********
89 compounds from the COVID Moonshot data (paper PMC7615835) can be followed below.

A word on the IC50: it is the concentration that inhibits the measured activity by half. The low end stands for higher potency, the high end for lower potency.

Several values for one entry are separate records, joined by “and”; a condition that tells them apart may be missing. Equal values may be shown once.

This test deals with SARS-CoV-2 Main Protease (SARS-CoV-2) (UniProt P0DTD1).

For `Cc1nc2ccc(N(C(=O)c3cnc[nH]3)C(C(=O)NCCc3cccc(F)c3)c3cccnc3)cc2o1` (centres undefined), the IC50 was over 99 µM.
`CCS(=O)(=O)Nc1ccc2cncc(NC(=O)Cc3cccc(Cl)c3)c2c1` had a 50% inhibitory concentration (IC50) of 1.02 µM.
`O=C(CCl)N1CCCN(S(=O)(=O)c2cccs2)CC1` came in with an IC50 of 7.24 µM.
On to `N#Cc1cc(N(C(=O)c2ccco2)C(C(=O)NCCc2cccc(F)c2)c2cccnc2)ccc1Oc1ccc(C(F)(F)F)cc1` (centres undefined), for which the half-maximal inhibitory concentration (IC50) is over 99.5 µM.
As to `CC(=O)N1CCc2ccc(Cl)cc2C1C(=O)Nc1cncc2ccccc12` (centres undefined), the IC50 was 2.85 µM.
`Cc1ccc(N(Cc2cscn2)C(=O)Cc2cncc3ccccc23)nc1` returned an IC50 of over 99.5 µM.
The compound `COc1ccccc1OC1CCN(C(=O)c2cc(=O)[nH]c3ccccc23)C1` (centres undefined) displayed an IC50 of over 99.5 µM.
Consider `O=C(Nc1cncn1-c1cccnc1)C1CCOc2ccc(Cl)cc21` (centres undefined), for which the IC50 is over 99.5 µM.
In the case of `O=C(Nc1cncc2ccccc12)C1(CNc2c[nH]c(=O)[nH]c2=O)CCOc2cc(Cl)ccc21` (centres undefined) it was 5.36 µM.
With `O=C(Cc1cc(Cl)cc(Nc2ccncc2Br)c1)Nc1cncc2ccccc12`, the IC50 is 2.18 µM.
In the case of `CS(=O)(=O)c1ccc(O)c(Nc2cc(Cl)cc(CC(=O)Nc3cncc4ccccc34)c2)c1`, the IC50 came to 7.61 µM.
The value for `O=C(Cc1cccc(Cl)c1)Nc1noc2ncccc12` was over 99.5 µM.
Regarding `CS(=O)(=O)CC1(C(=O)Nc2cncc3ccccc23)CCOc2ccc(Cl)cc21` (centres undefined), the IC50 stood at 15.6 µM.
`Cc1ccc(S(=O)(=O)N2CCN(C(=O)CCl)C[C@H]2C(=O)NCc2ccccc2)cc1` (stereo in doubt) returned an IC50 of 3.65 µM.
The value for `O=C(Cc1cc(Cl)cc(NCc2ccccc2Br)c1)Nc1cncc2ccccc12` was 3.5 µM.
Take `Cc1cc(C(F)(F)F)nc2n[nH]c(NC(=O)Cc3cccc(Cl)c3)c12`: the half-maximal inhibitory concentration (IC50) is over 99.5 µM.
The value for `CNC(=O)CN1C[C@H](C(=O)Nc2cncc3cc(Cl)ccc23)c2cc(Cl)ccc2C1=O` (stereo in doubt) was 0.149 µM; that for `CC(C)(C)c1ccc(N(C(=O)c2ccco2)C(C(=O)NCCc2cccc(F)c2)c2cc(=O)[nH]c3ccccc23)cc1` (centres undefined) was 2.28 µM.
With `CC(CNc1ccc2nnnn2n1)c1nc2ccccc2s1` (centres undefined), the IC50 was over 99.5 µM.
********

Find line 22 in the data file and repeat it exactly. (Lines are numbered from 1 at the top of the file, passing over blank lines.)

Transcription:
With `CC(CNc1ccc2nnnn2n1)c1nc2ccccc2s1` (centres undefined), the IC50 was over 99.5 µM.